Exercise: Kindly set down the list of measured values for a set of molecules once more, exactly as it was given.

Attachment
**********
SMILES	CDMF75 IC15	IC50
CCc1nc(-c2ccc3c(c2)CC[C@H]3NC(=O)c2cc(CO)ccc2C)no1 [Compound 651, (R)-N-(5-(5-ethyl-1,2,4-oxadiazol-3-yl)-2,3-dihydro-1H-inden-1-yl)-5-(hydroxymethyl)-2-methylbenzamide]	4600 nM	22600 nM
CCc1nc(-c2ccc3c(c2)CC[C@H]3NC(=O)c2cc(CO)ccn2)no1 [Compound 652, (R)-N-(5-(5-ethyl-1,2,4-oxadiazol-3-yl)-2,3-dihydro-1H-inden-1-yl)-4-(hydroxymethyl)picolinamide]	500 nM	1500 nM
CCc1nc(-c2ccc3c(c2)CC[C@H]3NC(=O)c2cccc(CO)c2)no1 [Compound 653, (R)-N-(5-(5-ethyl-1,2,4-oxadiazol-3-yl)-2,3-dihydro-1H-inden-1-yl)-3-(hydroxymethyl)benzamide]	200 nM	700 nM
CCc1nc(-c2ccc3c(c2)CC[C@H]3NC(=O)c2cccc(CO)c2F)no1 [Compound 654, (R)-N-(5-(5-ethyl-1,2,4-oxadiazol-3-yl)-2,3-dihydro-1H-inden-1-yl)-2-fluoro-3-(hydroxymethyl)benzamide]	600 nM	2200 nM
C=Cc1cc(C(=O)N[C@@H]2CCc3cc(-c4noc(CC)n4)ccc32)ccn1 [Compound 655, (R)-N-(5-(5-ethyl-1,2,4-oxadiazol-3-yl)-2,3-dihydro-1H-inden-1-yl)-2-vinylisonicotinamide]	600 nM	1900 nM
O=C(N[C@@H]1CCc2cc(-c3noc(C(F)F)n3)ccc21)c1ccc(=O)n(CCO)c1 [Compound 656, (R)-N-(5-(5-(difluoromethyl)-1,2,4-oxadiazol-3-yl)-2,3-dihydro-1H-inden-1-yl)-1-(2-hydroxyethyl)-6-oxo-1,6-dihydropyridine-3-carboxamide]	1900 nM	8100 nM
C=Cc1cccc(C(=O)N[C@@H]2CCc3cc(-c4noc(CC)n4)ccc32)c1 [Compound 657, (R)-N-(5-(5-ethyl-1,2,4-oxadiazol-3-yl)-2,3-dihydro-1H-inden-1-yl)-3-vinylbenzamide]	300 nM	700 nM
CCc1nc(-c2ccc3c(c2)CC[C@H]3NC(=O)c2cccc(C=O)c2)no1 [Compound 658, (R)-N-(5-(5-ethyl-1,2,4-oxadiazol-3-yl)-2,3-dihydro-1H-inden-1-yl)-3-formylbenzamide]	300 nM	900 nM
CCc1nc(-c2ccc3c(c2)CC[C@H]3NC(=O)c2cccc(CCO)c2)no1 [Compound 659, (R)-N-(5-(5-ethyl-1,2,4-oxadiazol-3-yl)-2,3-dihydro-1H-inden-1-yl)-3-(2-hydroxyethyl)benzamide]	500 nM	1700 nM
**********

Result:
SMILES	CDMF75 IC15	IC50
CCc1nc(-c2ccc3c(c2)CC[C@H]3NC(=O)c2cc(CO)ccc2C)no1 [Compound 651, (R)-N-(5-(5-ethyl-1,2,4-oxadiazol-3-yl)-2,3-dihydro-1H-inden-1-yl)-5-(hydroxymethyl)-2-methylbenzamide]	4600 nM	22600 nM
CCc1nc(-c2ccc3c(c2)CC[C@H]3NC(=O)c2cc(CO)ccn2)no1 [Compound 652, (R)-N-(5-(5-ethyl-1,2,4-oxadiazol-3-yl)-2,3-dihydro-1H-inden-1-yl)-4-(hydroxymethyl)picolinamide]	500 nM	1500 nM
CCc1nc(-c2ccc3c(c2)CC[C@H]3NC(=O)c2cccc(CO)c2)no1 [Compound 653, (R)-N-(5-(5-ethyl-1,2,4-oxadiazol-3-yl)-2,3-dihydro-1H-inden-1-yl)-3-(hydroxymethyl)benzamide]	200 nM	700 nM
CCc1nc(-c2ccc3c(c2)CC[C@H]3NC(=O)c2cccc(CO)c2F)no1 [Compound 654, (R)-N-(5-(5-ethyl-1,2,4-oxadiazol-3-yl)-2,3-dihydro-1H-inden-1-yl)-2-fluoro-3-(hydroxymethyl)benzamide]	600 nM	2200 nM
C=Cc1cc(C(=O)N[C@@H]2CCc3cc(-c4noc(CC)n4)ccc32)ccn1 [Compound 655, (R)-N-(5-(5-ethyl-1,2,4-oxadiazol-3-yl)-2,3-dihydro-1H-inden-1-yl)-2-vinylisonicotinamide]	600 nM	1900 nM
O=C(N[C@@H]1CCc2cc(-c3noc(C(F)F)n3)ccc21)c1ccc(=O)n(CCO)c1 [Compound 656, (R)-N-(5-(5-(difluoromethyl)-1,2,4-oxadiazol-3-yl)-2,3-dihydro-1H-inden-1-yl)-1-(2-hydroxyethyl)-6-oxo-1,6-dihydropyridine-3-carboxamide]	1900 nM	8100 nM
C=Cc1cccc(C(=O)N[C@@H]2CCc3cc(-c4noc(CC)n4)ccc32)c1 [Compound 657, (R)-N-(5-(5-ethyl-1,2,4-oxadiazol-3-yl)-2,3-dihydro-1H-inden-1-yl)-3-vinylbenzamide]	300 nM	700 nM
CCc1nc(-c2ccc3c(c2)CC[C@H]3NC(=O)c2cccc(C=O)c2)no1 [Compound 658, (R)-N-(5-(5-ethyl-1,2,4-oxadiazol-3-yl)-2,3-dihydro-1H-inden-1-yl)-3-formylbenzamide]	300 nM	900 nM
CCc1nc(-c2ccc3c(c2)CC[C@H]3NC(=O)c2cccc(CCO)c2)no1 [Compound 659, (R)-N-(5-(5-ethyl-1,2,4-oxadiazol-3-yl)-2,3-dihydro-1H-inden-1-yl)-3-(2-hydroxyethyl)benzamide]	500 nM	1700 nM